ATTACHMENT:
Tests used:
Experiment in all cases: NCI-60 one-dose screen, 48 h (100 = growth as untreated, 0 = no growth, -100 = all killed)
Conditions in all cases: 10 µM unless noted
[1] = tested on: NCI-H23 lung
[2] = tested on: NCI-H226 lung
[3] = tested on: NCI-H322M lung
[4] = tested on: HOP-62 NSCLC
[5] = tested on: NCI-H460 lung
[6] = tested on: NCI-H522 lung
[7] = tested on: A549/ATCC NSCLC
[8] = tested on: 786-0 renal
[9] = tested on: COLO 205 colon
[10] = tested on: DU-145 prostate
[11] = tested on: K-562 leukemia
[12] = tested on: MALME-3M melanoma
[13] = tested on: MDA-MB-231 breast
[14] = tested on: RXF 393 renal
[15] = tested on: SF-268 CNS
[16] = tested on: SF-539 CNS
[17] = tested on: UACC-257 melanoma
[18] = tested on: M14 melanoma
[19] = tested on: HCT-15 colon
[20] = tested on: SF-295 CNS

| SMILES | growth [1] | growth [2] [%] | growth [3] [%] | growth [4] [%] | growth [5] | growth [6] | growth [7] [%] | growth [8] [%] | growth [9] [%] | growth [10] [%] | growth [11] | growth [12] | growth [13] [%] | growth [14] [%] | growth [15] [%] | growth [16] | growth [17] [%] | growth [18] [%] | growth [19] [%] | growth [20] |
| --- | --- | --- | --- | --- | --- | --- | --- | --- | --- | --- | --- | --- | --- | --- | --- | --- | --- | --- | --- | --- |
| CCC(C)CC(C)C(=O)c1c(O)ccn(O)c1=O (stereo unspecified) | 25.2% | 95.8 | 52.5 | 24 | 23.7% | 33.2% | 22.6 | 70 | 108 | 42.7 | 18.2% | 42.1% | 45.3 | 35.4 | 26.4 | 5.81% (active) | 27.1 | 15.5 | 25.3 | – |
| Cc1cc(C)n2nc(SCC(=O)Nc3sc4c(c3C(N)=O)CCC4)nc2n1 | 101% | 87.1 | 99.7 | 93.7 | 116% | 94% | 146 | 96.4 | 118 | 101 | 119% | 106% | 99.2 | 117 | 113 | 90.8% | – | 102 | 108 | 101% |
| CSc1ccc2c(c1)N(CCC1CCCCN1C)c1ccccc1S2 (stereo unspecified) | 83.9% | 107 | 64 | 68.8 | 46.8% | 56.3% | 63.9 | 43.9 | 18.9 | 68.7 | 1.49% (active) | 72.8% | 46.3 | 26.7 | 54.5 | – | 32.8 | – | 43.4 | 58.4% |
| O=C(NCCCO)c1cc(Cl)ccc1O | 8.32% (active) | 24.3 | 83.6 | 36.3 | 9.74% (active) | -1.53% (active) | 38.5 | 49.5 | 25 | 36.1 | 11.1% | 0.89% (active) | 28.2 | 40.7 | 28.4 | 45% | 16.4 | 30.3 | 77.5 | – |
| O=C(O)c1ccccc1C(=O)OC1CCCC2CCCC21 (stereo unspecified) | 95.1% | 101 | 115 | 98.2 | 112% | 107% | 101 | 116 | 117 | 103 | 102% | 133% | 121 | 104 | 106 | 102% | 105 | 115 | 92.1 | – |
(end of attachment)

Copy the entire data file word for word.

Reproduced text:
Tests used:
Experiment in all cases: NCI-60 one-dose screen, 48 h (100 = growth as untreated, 0 = no growth, -100 = all killed)
Conditions in all cases: 10 µM unless noted
[1] = tested on: NCI-H23 lung
[2] = tested on: NCI-H226 lung
[3] = tested on: NCI-H322M lung
[4] = tested on: HOP-62 NSCLC
[5] = tested on: NCI-H460 lung
[6] = tested on: NCI-H522 lung
[7] = tested on: A549/ATCC NSCLC
[8] = tested on: 786-0 renal
[9] = tested on: COLO 205 colon
[10] = tested on: DU-145 prostate
[11] = tested on: K-562 leukemia
[12] = tested on: MALME-3M melanoma
[13] = tested on: MDA-MB-231 breast
[14] = tested on: RXF 393 renal
[15] = tested on: SF-268 CNS
[16] = tested on: SF-539 CNS
[17] = tested on: UACC-257 melanoma
[18] = tested on: M14 melanoma
[19] = tested on: HCT-15 colon
[20] = tested on: SF-295 CNS

| SMILES | growth [1] | growth [2] [%] | growth [3] [%] | growth [4] [%] | growth [5] | growth [6] | growth [7] [%] | growth [8] [%] | growth [9] [%] | growth [10] [%] | growth [11] | growth [12] | growth [13] [%] | growth [14] [%] | growth [15] [%] | growth [16] | growth [17] [%] | growth [18] [%] | growth [19] [%] | growth [20] |
| --- | --- | --- | --- | --- | --- | --- | --- | --- | --- | --- | --- | --- | --- | --- | --- | --- | --- | --- | --- | --- |
| CCC(C)CC(C)C(=O)c1c(O)ccn(O)c1=O (stereo unspecified) | 25.2% | 95.8 | 52.5 | 24 | 23.7% | 33.2% | 22.6 | 70 | 108 | 42.7 | 18.2% | 42.1% | 45.3 | 35.4 | 26.4 | 5.81% (active) | 27.1 | 15.5 | 25.3 | – |
| Cc1cc(C)n2nc(SCC(=O)Nc3sc4c(c3C(N)=O)CCC4)nc2n1 | 101% | 87.1 | 99.7 | 93.7 | 116% | 94% | 146 | 96.4 | 118 | 101 | 119% | 106% | 99.2 | 117 | 113 | 90.8% | – | 102 | 108 | 101% |
| CSc1ccc2c(c1)N(CCC1CCCCN1C)c1ccccc1S2 (stereo unspecified) | 83.9% | 107 | 64 | 68.8 | 46.8% | 56.3% | 63.9 | 43.9 | 18.9 | 68.7 | 1.49% (active) | 72.8% | 46.3 | 26.7 | 54.5 | – | 32.8 | – | 43.4 | 58.4% |
| O=C(NCCCO)c1cc(Cl)ccc1O | 8.32% (active) | 24.3 | 83.6 | 36.3 | 9.74% (active) | -1.53% (active) | 38.5 | 49.5 | 25 | 36.1 | 11.1% | 0.89% (active) | 28.2 | 40.7 | 28.4 | 45% | 16.4 | 30.3 | 77.5 | – |
| O=C(O)c1ccccc1C(=O)OC1CCCC2CCCC21 (stereo unspecified) | 95.1% | 101 | 115 | 98.2 | 112% | 107% | 101 | 116 | 117 | 103 | 102% | 133% | 121 | 104 | 106 | 102% | 105 | 115 | 92.1 | – |